New listings finally were ahead of the same month the previous year in April, and in May were the highest they had been since 2010 at the end of the federal homebuyer tax credit. The difference this time is the increase is due to 'normal' factors, not an outside stimulus that goes away.
The increase in new listings also means the total homes for sale is finally creeping ahead of last year.
This is a good thing, and what is needed to help lagging pending sales… there simply hasn't been enough inventory for buyers to find the homes they want to buy. Buyers are more discerning than before the crash, when they bought almost anything just to get in the market. Most of today's buyers aren't willing to buy until they find a home they plan to live in for the next 5-10 years or longer.
Prices continue to improve with May median sale price at $210,000, but prices still haven't reached levels before the crash. I divided the historical median sales chart below into three sections… the Bubble, when prices were high… the Bust, when prices crashed… and the Recovery, where we are now. Prices are getting higher each year rather than dropping each year as they did in the Bust, but are still not at the levels where they were in the Bubble. This is likely a good thing, because we learned those high prices were not sustainable.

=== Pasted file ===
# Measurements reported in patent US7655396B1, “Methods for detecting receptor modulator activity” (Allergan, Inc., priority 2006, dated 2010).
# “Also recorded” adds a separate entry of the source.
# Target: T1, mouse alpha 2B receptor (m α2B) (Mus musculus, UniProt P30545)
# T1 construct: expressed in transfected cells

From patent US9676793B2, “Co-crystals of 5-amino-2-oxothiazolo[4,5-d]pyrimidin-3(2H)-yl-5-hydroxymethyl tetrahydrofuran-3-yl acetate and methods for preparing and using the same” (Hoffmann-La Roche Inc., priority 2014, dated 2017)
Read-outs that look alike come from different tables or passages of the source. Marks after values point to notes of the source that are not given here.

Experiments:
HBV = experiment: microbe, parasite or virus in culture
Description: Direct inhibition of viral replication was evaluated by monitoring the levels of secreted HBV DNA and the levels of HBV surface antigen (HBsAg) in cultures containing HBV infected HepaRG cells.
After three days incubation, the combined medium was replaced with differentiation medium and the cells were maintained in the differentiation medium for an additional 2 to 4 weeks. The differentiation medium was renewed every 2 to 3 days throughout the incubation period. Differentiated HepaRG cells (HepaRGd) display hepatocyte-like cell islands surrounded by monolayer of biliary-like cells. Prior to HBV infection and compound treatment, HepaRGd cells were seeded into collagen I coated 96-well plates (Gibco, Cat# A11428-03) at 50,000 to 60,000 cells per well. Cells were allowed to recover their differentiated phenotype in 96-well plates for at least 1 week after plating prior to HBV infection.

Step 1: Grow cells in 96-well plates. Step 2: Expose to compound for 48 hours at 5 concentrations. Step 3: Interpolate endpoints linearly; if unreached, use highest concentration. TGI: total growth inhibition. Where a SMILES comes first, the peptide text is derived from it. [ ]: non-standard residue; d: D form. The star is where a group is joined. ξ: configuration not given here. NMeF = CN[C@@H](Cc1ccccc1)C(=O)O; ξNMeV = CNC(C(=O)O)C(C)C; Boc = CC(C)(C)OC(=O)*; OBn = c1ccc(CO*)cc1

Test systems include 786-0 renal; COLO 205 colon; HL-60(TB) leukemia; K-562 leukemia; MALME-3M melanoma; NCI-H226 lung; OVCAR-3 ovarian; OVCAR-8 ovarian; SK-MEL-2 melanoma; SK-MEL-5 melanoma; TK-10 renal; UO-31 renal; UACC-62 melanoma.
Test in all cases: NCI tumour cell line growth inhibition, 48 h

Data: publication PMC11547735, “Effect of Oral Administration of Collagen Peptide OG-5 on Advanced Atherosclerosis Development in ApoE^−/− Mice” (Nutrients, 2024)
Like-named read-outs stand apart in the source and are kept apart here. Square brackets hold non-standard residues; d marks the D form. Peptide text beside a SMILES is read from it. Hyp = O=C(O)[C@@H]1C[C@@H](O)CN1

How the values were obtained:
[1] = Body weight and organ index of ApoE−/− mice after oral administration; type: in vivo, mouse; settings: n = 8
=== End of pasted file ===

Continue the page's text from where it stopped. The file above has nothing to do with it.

The biggest sign of recovery is the high percentage of traditional buyers and sellers back in the marketplace. As the percent of foreclosure listings diminishes and prices increase, the percent of investors also diminishes… opening the door for traditional buyers and sellers moving for personal reasons like simply outgrowing their homes.
I think the chart of traditional, lender-owned and short sales below from the Minneapolis Area Association of Realtors perhaps illustrates more clearly than anything how our market continues to return to normal.
The figures above are based on statistics for the combined 13-county Twin Cities metropolitan area released by the Minneapolis Area Association of Realtors.
Never forget that all real estate is local and what is happening in your neighborhood may be very different from the overall metro area.
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